Dates matter in war, and peace.
On Jan. 15, 2013, on the first day of exams at Aleppo University in northern Syria, more than 80 students were killed and dozens injured in a missile attack on the university.
Two months later on March 28, mortar bombs killed 15 students sitting down to lunch in a canteen in Damascus University.
By that stage Syria’s civil war was entering its third year.
At some unspecified date in 2013, the Japanese government quietly halted a scholarship program that placed a handful of graduate students from Syria in universities throughout Japan.
The same year, on Sept. 12, Yahya Almasri, 29, a graduate of Damascus University, arrived in Osaka from Syria. During college in Damascus he had worked at the Canadian Embassy and had befriended some Japanese in the city. Upon graduation Almasri knew that he wanted to continue his studies, but preferably in peace and safety. After consulting his contacts, he decided on Japan.
On arriving in Japan Almasri put his savings to work and enrolled in a language college where he studied Japanese for a year, before going on to pursue graduate studies in Osaka University, where he is now a doctoral candidate at the Osaka School of International Public Policy.
Knocking at the door
While gaining refugee status is almost impossible in Japan — 20 refugees from nearly 20,000 applications were granted asylum in 2017 — what many people might not know is that Japan provides educational and financial assistance to hundreds of graduate students every year from more than 150 countries and territories, including Afghanistan and Syria, through scholarship programs.
When Almasri discovered that the door to Syrian students had been shut, he wanted to do something.
“I thought, ‘OK, you don’t want to accept refugees, but you’re even unwilling or reluctant to accept students?” he says. “I could not understand this logic.”
At the same time, however, Almasri saw an avenue for activism. As he acknowledged, accepting more refugees is a policy decision loaded with political and cultural factors, but lobbying the government on behalf of Syrian students “was more feasible than lobbying to resettle Syrian refugees in Japan.”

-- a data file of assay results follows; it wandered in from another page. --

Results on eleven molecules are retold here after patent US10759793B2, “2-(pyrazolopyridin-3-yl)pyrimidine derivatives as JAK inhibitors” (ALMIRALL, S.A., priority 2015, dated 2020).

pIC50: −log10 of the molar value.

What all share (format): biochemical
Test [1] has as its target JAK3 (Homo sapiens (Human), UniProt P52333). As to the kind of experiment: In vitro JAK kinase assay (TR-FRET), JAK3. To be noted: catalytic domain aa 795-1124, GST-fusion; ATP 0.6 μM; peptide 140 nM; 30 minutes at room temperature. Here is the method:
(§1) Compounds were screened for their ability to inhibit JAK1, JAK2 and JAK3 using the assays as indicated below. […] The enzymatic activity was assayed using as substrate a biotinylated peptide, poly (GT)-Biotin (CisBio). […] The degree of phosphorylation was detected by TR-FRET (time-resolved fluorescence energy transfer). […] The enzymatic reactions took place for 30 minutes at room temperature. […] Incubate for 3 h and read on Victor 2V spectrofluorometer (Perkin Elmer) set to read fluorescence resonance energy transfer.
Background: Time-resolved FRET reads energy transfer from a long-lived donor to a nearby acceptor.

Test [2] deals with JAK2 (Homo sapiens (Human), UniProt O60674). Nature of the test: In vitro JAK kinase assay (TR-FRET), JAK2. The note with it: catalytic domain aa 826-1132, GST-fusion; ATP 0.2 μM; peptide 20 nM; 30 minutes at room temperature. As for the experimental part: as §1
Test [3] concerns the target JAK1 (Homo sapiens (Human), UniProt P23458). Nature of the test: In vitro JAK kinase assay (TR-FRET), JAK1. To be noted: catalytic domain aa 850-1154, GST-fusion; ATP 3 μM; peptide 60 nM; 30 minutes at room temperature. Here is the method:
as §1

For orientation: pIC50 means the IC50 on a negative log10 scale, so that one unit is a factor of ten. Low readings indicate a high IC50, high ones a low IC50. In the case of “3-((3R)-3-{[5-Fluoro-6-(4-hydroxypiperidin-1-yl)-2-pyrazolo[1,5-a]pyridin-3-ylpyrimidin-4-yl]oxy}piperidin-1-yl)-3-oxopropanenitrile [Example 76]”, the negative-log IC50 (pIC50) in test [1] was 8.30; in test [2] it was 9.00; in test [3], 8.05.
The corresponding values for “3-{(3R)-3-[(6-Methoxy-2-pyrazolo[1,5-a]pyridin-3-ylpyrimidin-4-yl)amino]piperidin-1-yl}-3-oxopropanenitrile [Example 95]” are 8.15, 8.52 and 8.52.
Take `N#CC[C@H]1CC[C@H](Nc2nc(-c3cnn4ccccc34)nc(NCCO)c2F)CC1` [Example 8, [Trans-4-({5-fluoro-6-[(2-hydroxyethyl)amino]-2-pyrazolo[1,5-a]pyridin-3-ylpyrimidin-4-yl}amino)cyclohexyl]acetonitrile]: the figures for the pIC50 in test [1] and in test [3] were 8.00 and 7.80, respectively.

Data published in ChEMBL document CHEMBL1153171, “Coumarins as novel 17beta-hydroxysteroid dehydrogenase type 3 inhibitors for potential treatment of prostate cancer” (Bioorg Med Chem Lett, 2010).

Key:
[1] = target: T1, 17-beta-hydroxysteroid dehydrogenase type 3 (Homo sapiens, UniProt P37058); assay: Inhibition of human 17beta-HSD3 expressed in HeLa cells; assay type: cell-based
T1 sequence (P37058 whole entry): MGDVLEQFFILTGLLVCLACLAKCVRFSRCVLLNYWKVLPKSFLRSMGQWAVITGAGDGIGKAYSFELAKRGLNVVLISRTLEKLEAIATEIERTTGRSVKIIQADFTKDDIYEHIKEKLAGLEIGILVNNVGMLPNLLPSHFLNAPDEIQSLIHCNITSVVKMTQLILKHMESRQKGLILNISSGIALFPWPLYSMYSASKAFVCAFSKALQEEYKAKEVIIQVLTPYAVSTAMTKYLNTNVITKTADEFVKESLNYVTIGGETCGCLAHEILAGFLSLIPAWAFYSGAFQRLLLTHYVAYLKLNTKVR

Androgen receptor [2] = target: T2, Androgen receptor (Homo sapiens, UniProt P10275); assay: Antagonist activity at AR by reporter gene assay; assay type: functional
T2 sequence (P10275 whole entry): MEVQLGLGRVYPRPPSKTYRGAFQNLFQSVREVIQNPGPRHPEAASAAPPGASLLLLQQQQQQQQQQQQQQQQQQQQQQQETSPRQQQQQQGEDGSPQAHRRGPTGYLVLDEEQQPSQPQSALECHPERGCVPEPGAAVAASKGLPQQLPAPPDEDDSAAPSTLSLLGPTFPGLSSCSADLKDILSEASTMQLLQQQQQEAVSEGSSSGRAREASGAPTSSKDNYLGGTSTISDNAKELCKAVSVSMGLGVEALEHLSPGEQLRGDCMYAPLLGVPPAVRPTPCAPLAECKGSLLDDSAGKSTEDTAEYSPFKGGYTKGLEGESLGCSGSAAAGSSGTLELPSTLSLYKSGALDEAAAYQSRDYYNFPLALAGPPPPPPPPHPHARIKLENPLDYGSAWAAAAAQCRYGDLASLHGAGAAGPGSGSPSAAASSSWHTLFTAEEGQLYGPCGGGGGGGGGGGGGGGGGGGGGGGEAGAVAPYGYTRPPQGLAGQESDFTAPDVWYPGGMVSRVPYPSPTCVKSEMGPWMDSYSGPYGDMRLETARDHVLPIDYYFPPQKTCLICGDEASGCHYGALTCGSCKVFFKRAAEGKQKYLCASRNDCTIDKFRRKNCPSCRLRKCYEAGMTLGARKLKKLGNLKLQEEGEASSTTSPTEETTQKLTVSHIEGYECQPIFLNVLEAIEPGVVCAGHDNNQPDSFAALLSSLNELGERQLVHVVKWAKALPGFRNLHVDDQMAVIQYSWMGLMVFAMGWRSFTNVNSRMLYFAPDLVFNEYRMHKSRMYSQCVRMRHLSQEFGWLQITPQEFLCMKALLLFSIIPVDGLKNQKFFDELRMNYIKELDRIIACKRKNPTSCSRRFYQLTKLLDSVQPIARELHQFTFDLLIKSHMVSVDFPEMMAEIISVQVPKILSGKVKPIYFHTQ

Almasri was also motivated by the hope that peace will return to his homeland. When it comes, and in what shape and at what cost, is a battle that is still being waged, but Syria will desperately need an educated and skilled workforce to help rebuild the nation. As Almasri points out, 80 percent of the country’s infrastructure is in ruins after more than seven years of war.
“I thought Japan is the perfect place to learn about reconstruction considering the fact that Japan rose from the ashes following World War II,” he says. “I thought they (Syrian students) could learn a lot from Japan.”
Once Almasri had settled on a plan of action, he then needed to pull in support from all corners.
Almost immediately he came up against a brick wall from an unexpected source: friends and colleagues. Perhaps it was experience tempered with cynicism that led to their pessimism, but Almasri recalled their unenthusiastic reception.
“Their initial reaction was: ‘Focus on your studies instead of wasting your time. Nothing will change,'” Almasri says.
But Almasri is nothing if not resilient, a quality he says he is common to Syrians. So, he did two things: He politely ignored his colleagues’ advice and, in a manner of speaking, he followed it.
Japan’s commitment — or lack thereof — to Syrian students became his study.
From late 2015 onward, Almasri pulled together as much data as he could on what Group of Seven countries — of which Japan is one — and other countries were doing to support Syrian students. His intention was never to set out to shame Japan, he says, which has been a considerable donor to Syria, but rather to base his case on a comparative analysis.
As Almasri diplomatically puts it, “Japan observes its counterparts in the West and sees how they deal with situations.”
The response between the West and Japan to the plight of Syrian students, just as it was with the refugee crisis, was markedly different.
Between 2012 and 2015, Germany provided more than 420 scholarships to Syrian students. A consortium of 80 mainly U.S.-based colleges banded together to provide 391 scholarships for Syrian students. Even Hungary, which has been one of Europe’s most vocal opponents of refugee resettlement, stepped up and granted 50 scholarships to students of Damascus University, Almasri’s alma mater.
Almasri compiled the international responses along with data about the crisis in Syrian education triggered by the war — more than 4,000 schools are off limits to students and 2.6 million Syrian children are unable to attend school — as well as a survey of the challenges for self-financing Syrian students in Japan. In the end, he had a succinct PowerPoint presentation; the next, vital step was getting it in front of the people who could affect change.
A breakthrough came when Al-Masri was invited to present at the Sasakawa Peace Foundation, an influential and well-connected Tokyo-based NGO, which had organized a study session on the “Possibilities of Receiving Syrian Students” in March 2016.